Most people feel that self-esteem is important. It is difficult, if not impossible, for people to remain indifferent to information that bears on their own self-esteem, such as being told that they are incompetent, attractive, untrustworthy, or lovable. Increases and decreases in self-esteem generally bring strong emotional reactions. Moreover, these fluctuations are often coincident with major successes and failures in life. Subjective experience creates the impression that self-esteem rises when one wins a contest, garners an award, solves a problem, or gains acceptance to a social group, and that it falls with corresponding failures. This pervasive correlation may well strengthen the impression that one’s level of self-esteem is not just the outcome, but indeed the cause, of life’s major successes and failures.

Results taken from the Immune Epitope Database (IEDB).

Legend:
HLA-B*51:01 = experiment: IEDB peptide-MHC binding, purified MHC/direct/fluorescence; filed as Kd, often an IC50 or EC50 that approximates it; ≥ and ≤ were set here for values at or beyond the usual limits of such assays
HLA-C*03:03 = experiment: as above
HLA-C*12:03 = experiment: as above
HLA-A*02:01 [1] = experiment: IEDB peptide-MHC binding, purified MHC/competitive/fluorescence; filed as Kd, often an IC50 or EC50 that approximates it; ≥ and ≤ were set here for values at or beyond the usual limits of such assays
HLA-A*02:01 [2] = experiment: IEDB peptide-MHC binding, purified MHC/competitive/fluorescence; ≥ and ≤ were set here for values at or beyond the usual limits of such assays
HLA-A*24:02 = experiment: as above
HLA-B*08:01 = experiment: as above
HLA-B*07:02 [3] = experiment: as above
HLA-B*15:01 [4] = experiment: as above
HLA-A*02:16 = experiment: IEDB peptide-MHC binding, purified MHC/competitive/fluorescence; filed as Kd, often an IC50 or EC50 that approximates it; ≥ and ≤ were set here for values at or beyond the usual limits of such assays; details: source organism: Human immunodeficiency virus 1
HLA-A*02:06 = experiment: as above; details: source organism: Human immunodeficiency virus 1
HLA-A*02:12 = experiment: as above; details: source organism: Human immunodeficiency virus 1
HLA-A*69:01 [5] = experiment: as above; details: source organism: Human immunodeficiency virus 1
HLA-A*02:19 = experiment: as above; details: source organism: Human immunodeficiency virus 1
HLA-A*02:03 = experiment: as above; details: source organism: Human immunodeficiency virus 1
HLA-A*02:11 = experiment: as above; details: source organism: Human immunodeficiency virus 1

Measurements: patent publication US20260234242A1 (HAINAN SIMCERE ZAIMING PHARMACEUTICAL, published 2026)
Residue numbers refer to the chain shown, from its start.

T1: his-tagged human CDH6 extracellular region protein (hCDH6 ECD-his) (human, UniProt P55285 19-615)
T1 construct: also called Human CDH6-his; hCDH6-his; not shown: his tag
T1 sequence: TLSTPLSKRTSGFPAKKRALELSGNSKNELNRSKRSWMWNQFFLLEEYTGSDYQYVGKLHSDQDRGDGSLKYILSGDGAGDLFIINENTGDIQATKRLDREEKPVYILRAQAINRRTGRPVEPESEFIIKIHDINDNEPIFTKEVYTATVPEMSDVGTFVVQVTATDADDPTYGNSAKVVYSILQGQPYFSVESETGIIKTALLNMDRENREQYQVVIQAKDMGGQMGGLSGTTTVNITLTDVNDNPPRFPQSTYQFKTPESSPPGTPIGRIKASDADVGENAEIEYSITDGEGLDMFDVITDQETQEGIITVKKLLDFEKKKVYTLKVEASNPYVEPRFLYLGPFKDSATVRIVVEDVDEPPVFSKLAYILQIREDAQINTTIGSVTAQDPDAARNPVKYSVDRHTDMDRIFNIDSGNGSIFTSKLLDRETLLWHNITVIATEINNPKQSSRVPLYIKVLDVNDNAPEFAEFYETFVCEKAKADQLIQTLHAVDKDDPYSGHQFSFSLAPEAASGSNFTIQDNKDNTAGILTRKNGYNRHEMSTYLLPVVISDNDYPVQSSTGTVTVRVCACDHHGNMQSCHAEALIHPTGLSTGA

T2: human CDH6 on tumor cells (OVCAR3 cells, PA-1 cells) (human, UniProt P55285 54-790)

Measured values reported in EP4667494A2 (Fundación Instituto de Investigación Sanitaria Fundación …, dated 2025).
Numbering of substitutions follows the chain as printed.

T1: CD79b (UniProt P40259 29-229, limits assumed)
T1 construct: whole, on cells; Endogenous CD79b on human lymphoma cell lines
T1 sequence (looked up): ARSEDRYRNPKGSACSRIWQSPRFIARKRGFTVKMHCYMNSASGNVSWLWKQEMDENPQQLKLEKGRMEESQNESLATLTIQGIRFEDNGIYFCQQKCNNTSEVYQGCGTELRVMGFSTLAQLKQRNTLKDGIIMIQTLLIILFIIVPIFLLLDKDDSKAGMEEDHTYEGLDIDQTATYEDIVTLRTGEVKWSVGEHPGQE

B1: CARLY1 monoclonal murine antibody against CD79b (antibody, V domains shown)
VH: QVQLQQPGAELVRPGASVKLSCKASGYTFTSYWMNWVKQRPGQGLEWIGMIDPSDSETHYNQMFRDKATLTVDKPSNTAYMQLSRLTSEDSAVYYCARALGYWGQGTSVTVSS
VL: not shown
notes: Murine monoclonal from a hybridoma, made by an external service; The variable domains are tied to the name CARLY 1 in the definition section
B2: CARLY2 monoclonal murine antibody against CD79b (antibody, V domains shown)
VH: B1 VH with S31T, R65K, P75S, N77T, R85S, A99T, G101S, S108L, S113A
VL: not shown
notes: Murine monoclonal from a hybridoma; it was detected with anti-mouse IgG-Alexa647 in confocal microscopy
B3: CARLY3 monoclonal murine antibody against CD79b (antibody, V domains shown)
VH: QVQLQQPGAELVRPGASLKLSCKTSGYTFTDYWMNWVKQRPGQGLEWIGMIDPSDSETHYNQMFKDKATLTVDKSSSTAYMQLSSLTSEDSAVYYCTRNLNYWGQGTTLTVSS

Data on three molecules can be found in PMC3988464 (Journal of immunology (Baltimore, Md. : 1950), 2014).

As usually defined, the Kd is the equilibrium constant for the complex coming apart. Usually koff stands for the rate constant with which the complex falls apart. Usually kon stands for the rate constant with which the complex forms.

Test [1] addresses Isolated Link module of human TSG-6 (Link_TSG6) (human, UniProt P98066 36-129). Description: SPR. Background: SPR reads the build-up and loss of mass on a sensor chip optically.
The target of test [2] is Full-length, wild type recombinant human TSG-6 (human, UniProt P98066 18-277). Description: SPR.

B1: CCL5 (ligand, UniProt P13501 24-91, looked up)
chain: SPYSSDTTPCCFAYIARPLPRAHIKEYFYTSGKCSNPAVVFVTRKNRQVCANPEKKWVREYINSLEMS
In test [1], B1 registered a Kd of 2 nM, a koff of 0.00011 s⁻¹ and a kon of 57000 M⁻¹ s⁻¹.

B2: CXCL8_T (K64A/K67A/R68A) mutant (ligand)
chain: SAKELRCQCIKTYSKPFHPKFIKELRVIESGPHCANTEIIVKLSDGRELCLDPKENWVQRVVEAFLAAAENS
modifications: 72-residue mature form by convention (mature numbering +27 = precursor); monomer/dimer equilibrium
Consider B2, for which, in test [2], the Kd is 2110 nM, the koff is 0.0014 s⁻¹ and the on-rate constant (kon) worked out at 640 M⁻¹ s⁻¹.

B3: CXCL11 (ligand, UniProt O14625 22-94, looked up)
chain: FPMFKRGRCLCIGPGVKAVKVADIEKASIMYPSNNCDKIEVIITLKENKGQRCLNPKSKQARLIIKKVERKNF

Self esteem is how we think about ourselves. It includes how we think we look, relationships with others and our hopes for the future. It is not something that we are born with but it develops as we grow up. Psychologists have been studying self-esteem since it was written about by William James over 100 years ago. Having a high self esteem includes having high self respect, feeling positively about the self with respect to others. Self esteem is a concept of personality, for it to grow, we need to have self worth, and this self worth will be sought from embracing challenges that result in the showing of success.
Implicit self-esteem refers to a person’s disposition to evaluate themselves positively or negatively in a spontaneous, automatic, or unconscious manner. It contrasts with explicit self-esteem, which entails more conscious and reflective self-evaluation. Both explicit self-esteem and implicit self-esteem are subtypes of self-esteem proper.